For this study, HIV-infected AFRICOS participants were randomly selected from existing clinical patient lists or new enrollees at the clinics. Between January 2013 and August 2018, the participating African clinics screened 2,014 people with HIV annually for active TB using the Xpert MTB/RIF diagnostic assay. In addition, the scientific team examined longitudinal blood mononuclear cell samples from HIV-infected participants before, during and after diagnosis of microbiologically confirmed active TB and TB recurrence, as well as patients with a clinically latent TB infection over up to five years.

    Based on these samples, the researchers analyzed the activation status of MTB-specific CD4 T cells as a surrogate biomarker to diagnose TB disease in HIV-positive patients. Christof Geldmacher explains: “Activated MTB-specific CD4 T cells in blood are a sputum-independent surrogate biomarker, which has been shown to differentiate between latent and active TB disease with high accuracy and hence mirrors in vivo TB disease activity. Assessment of these over time is possible and does not require repeated exposure of patients to Xray/CT related radiation.”

    Blood-based biomarker could facilitate the early detection of incipient TB

    The laboratory analysis showed that the MTB-specific CD4+ T cell activation differentiated active TB (Xpert MTB/RIF positive result) from latent TB with a sensitivity and specificity of 86 percent in study participants living with HIV. In many cases, the progression to active TB disease, characterized by activated MTB-specific T-cells, started six to twelve months before the diagnosis by clinical symptoms and sputum occurrence of bacilli. This provides evidence for the onset of disease active TB long before a sputum-based TB diagnosis. The findings suggest that using a blood-based biomarker, like the activation status of MTB-specific CD4+ T cells, could facilitate the early detection of incipient TB. Once a diagnostic product based on the principle described in this basic research becomes available in the future, this could improve clinical outcomes, reduce the transmission of MTB, and potentially save lives.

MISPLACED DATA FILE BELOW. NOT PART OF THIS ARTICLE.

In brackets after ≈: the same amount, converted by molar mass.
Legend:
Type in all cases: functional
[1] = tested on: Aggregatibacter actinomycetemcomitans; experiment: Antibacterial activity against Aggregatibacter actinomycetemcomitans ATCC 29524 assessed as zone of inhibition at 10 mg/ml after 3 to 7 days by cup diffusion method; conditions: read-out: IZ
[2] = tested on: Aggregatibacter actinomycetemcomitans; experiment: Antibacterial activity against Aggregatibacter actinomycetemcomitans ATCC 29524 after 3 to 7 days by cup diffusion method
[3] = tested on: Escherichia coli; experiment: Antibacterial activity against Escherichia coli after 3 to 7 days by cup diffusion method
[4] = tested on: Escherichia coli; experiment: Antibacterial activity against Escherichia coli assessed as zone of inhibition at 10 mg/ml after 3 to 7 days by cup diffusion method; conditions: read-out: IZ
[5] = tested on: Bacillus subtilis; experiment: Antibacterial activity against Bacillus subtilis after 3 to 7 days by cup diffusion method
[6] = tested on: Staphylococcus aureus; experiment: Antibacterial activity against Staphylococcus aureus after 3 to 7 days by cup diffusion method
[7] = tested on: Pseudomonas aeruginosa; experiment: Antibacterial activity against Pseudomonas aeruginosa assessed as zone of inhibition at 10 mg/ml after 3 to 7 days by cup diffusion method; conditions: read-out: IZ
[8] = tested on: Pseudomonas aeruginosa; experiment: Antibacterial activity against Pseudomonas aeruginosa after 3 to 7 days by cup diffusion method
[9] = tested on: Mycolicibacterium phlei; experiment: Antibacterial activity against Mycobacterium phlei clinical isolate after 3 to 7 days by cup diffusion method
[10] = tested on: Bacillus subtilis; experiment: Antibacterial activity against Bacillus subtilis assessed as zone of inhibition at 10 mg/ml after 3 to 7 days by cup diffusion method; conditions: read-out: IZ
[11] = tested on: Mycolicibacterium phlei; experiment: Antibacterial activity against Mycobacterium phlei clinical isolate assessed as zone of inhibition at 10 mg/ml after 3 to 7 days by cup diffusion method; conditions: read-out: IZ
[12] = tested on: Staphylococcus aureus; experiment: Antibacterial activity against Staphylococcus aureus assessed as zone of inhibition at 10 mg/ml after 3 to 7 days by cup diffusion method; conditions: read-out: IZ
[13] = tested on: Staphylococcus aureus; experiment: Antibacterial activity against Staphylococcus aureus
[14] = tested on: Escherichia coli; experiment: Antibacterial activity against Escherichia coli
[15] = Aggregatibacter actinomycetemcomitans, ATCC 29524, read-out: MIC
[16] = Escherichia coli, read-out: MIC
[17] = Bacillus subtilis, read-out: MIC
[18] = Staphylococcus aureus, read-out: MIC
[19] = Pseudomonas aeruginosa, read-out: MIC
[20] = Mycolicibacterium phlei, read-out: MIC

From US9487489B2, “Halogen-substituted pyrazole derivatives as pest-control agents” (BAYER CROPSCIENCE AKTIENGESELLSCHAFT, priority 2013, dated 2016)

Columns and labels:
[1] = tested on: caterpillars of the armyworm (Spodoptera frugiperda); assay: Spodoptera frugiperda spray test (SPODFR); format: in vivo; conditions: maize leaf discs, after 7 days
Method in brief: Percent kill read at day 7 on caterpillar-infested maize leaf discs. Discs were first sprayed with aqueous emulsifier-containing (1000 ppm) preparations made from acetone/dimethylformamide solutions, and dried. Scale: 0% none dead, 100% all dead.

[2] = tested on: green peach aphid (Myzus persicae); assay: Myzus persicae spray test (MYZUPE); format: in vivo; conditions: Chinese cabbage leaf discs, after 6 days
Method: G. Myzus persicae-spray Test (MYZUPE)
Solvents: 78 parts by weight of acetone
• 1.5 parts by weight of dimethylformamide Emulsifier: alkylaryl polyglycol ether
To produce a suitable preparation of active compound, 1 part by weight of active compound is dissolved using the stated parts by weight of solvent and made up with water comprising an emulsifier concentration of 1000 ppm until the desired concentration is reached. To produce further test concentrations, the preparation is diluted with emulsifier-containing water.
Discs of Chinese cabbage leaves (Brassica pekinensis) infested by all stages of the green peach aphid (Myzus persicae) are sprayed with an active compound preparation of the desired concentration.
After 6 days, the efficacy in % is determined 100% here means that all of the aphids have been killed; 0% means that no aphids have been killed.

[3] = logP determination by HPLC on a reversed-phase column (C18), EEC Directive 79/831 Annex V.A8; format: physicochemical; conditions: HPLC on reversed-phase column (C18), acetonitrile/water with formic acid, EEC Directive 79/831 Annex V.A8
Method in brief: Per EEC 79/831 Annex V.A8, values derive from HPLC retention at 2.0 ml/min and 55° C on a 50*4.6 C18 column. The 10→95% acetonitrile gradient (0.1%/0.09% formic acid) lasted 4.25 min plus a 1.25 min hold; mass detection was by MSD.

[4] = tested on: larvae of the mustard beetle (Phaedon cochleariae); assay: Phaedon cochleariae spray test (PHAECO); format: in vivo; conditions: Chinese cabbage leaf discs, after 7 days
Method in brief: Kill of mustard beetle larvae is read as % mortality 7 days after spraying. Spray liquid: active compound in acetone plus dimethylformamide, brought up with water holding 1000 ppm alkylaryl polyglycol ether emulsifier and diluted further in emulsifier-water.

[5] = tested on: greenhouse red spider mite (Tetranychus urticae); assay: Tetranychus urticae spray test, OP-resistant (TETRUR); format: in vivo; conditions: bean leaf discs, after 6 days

The Research Group

    • Division of Infectious Diseases and Tropical Medicine, LMU University Hospital Munich (LMU), Munich, Germany
    • German Center for Infection Research (DZIF), partner site Munich, Germany
    • U.S. Military HIV Research Program, Walter Reed Army Institute of Research, Silver Spring, MD, USA
    • Henry M. Jackson Foundation for the Advancement of Military Medicine, Inc., Bethesda, MD, USA
    • Makerere University Walter Reed Project, Kampala, Uganda
    • HJF Medical Research International, Kericho, Kenya
    • U.S. Army Medical Research Directorate – Africa, Kisumu, Kenya
    • HJF Medical Research International, Kisumu, Kenya

    Further information including all members of the AFRICOS Study Group and the local implementation partners is available in the original publication.

    Wissenschaftliche Ansprechpartner:

    LMU University Hospital Munich
    Division of Infectious Diseases and Tropical Medicine
    Professor Michael Hoelscher
    Phone: +49 (0)89 - 4400 59800

    LMU University Hospital Munich
    Division of Infectious Diseases and Tropical Medicine
    Dr. Christof Geldmacher
    Phone: +49 (0)89 - 4400 59814


    Assessment of tuberculosis disease activity in people infected with Mycobacterium tuberculosis and living with HIV: A longitudinal cohort study.
    Kroidl I, Ahmed M, Horn S, Polyak C, Esber A, Parikh A,Eller L A, Kibuuka H, Semwogerere M, Mwesigwa B, Naluyima P, Kasumba J M, Maswai J, Owuoth J, Sing’oei V, Rono E, Loose R, Hoelscher M, Ake J, Geldmacher C, on behalf of the AFRICOS Study Group. eClinicalMedicine 2022;00: 101470.


    attachment icon AFRICOS TB